## Saturday, December 8, 2012

In an earlier post, I defended the idea (which Trent Dougherty also came up with independently and earlier) that only theory-unexplained entities, or kinds of entities, count against the simplicity of a theory. Here is another argument for this. Start with these two principles:

1. If theories T1 and T2 are otherwise equally evidenced and explanatorily powerful, but T1 is simpler, then T1 is more epistemically likely to be true than T2.
2. The Principal Principle: Epistemic probabilities should (except in exceptional cases) be set to equal objective chances when the latter are available.
Now imagine that there is a powerful physical theory, T0, according to which there is a special type of particle, U, that can only be produced through an exceedingly unlikely combination of events, so unlikely that it is unlikely that in the lifetime of the world the particle would ever be produced outside the lab. Scientists build the extremely expensive piece of apparatus to produce the particle. The apparatus is so expensive that it is unlikely it would ever be built again. But a rogue scientist gets hold of the apparatus at night and hooks up a bomb that will destroy the apparatus, and all results of any experiment, in five minutes. She also hooks an indeterministic fair coin flipper to the apparatus, so that if the coin comes up heads, U particle production is triggered, and if comes up tails, U particle production is not triggered. Consider now two theories:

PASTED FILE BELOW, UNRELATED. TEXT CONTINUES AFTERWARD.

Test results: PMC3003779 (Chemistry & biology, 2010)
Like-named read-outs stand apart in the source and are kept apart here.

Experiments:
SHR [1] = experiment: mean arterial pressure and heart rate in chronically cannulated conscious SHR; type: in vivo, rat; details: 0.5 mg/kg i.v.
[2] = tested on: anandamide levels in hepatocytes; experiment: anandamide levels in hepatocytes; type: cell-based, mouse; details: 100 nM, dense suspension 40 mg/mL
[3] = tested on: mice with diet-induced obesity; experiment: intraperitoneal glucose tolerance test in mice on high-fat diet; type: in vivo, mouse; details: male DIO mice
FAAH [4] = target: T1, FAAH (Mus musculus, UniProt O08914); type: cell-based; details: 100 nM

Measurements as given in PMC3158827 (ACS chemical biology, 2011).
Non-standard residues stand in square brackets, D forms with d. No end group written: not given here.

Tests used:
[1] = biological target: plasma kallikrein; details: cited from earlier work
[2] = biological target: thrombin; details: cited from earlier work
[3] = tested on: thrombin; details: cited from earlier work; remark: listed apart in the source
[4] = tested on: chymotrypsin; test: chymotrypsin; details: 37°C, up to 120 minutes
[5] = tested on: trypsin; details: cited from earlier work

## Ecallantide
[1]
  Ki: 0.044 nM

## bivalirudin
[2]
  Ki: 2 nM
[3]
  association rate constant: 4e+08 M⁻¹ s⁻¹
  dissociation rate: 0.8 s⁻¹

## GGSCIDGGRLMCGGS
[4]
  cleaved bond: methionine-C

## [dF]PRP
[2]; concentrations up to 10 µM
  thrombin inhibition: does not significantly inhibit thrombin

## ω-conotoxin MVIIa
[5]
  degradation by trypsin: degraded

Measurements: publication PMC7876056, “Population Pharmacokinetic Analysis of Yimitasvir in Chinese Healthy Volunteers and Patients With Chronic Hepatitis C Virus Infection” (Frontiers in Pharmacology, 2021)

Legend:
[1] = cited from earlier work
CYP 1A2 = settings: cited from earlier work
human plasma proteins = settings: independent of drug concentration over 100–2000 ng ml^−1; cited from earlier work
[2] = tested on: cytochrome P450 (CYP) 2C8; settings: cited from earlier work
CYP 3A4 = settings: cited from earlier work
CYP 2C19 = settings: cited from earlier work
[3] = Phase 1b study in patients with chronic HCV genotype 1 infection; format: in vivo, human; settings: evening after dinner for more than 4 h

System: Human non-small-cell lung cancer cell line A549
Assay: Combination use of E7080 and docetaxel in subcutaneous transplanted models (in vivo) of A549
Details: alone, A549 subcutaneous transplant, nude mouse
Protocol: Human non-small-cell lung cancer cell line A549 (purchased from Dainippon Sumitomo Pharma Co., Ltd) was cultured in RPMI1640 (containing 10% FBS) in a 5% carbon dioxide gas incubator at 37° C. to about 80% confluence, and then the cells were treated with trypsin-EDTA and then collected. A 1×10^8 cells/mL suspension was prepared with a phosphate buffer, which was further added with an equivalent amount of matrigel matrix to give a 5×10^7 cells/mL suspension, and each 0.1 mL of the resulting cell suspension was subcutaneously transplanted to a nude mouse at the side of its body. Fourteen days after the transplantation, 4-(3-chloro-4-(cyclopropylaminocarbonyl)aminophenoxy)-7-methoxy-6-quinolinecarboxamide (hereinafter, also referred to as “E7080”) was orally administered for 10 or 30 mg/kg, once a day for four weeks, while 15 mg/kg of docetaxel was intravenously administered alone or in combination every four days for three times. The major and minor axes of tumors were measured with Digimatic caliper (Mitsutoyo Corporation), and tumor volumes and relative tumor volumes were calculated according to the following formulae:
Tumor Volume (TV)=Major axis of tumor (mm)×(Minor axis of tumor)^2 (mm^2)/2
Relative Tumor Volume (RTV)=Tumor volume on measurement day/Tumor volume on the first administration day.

• TH: T0 is true, no U particles ever get produced except perhaps in a moment by this apparatus, heads will come up, and a U particle will be produced by the apparatus.
• TT: T0 is true, no U particles ever get produced except perhaps in a moment by this apparatus, tails will come up, and no a U particle will be produced by the apparatus.

By a very plausible application of the Principal Principle, since the chances of heads and tails are equal as the coin is fair:

1. P(TT)=P(TH).

But if the number of explained kinds of objects counts against simplicity, then TT is simpler than TH, since according to TT reality includes an extra kind of particle, the U particle. (If one doesn't think reality includes the future, run this thought experiment retrospectively after the explosion.) So by (2), then, P(TT)>P(TH). But this contradicts (3). Thus, by modus tollens, the number of explained kinds of objects does not count against simplicity.